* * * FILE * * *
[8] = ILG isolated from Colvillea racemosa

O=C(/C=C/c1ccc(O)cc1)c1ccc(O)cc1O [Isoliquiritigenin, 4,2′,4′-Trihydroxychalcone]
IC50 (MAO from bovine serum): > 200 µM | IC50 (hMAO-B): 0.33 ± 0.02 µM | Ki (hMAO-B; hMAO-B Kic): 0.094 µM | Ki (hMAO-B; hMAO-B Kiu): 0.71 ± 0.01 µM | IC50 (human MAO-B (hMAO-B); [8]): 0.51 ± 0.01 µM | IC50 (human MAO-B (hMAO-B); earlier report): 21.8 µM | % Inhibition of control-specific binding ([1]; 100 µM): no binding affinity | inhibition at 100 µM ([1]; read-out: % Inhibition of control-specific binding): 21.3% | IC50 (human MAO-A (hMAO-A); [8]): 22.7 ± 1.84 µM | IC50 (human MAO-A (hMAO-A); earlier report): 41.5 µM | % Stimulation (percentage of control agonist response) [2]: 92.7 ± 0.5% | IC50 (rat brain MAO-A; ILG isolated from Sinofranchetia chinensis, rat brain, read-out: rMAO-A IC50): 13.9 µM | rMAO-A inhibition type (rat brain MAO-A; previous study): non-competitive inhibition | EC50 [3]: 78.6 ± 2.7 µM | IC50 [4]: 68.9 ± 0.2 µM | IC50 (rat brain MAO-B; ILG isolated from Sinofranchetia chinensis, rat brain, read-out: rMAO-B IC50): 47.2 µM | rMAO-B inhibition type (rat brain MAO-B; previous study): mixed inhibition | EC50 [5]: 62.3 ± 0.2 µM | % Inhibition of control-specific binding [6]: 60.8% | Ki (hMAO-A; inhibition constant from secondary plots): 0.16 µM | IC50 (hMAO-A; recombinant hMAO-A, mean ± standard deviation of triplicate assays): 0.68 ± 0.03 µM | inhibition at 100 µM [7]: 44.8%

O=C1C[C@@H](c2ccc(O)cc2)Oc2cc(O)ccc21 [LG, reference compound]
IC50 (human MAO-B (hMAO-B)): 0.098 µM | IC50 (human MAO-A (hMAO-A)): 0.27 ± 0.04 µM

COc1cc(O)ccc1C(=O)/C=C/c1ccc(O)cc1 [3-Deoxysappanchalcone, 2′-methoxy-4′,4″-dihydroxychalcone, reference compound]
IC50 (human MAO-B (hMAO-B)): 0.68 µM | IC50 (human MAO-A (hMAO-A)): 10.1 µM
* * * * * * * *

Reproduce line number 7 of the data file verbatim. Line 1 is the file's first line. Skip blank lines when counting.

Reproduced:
IC50 (human MAO-B (hMAO-B)): 0.68 µM | IC50 (human MAO-A (hMAO-A)): 10.1 µM